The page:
Monia Mazigh

Monia Mazigh was born and raised in Tunisia and immigrated to Canada in 1991. Mazigh was catapulted onto the public stage in 2002 when her husband, Maher Arar, was deported to Syria where he was tortured and held without charge for over a year. She campaigned tirelessly for his release. Mazigh holds a PhD in finance from McGill University. In 2008, she published a memoir, Hope and Despair, about her pursuit of justice, and recently, a novel about Muslim women, Mirrors and Mirages. You can follow her on Twitter @MoniaMazigh or on her blog www.moniamazigh.com

Monia Mazigh
Photos
Jul 6, 2018
Woman in hijab stands in store surrounded by mannequins in hijabs. Photo: Mulia Sjahrusjiam/Flickr

What misogyny looks like when you wear a hijab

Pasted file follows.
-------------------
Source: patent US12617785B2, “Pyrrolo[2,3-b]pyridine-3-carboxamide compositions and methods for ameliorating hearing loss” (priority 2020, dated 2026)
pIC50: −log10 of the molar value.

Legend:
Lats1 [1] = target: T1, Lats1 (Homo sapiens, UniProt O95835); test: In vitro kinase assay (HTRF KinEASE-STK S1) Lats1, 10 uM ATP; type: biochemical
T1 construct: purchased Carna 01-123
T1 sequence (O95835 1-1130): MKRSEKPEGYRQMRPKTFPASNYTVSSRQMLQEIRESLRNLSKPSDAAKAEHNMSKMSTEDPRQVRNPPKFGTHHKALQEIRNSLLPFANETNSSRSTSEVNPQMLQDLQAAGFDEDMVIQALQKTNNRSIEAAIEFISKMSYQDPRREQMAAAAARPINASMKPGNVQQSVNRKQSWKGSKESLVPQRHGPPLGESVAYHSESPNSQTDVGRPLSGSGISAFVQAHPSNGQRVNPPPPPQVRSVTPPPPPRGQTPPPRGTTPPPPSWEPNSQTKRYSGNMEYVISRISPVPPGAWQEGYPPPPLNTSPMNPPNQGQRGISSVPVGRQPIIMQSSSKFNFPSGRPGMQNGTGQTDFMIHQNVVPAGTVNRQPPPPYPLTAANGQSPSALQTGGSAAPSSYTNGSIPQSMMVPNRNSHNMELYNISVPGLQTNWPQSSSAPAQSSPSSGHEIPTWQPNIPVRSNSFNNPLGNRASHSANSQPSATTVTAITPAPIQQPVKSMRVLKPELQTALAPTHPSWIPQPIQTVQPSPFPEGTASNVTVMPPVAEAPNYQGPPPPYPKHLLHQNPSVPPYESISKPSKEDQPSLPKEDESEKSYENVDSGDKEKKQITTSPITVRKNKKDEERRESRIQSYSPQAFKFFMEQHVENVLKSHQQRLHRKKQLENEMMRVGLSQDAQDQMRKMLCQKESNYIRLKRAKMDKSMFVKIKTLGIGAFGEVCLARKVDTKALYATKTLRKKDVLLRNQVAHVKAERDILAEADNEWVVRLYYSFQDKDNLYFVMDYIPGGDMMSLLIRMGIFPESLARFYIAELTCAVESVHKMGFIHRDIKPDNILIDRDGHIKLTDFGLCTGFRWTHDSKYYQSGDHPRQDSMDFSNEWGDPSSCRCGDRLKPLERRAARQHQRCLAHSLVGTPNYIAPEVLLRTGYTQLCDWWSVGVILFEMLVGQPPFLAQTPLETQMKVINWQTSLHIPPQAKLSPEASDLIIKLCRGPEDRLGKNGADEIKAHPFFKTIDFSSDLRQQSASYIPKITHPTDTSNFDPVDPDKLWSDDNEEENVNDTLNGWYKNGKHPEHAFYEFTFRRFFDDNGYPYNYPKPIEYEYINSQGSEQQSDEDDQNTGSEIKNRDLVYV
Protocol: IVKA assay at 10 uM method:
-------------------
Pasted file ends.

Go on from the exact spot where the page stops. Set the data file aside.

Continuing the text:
Monia Mazigh
The dehumanization of Muslim women is ingrained in people's imagination. And the common, simplistic and wrong perception that the hijab is a symbol of oppression is still alive and thriving.
Columnists
Nov 3, 2017
Quebec and Quebecers are the first to know how a majority can be oppressive and can interfere with minority rights. Photo: Alfred Weidinger

On independence and the niqab

Quebec's shameful embrace of a niqab ban grew out of the identity politics that followed the failed 1995 referendum to separate from Canada

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